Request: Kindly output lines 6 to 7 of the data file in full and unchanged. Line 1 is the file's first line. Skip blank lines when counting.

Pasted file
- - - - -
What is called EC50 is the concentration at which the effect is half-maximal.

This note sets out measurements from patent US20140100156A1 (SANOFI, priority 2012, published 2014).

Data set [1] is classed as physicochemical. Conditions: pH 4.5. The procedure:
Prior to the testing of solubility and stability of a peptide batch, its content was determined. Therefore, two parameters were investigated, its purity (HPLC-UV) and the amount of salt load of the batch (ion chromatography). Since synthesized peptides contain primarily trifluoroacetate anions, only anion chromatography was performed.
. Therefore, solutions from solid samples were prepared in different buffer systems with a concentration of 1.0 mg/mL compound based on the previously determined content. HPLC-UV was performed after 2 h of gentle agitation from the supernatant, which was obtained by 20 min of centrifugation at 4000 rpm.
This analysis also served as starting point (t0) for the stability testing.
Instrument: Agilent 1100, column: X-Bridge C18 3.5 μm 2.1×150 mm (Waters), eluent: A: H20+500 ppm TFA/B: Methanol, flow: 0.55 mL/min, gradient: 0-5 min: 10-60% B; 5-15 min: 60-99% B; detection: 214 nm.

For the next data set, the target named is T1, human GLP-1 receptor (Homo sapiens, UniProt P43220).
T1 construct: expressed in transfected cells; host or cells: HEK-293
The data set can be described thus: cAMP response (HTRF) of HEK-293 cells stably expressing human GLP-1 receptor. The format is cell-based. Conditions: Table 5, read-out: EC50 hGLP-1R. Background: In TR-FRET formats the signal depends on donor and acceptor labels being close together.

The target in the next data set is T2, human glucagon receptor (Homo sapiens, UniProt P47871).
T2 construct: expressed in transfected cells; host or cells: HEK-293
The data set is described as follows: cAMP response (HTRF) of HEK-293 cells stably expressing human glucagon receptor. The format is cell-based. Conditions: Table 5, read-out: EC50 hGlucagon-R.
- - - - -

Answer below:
This analysis also served as starting point (t0) for the stability testing.
Instrument: Agilent 1100, column: X-Bridge C18 3.5 μm 2.1×150 mm (Waters), eluent: A: H20+500 ppm TFA/B: Methanol, flow: 0.55 mL/min, gradient: 0-5 min: 10-60% B; 5-15 min: 60-99% B; detection: 214 nm.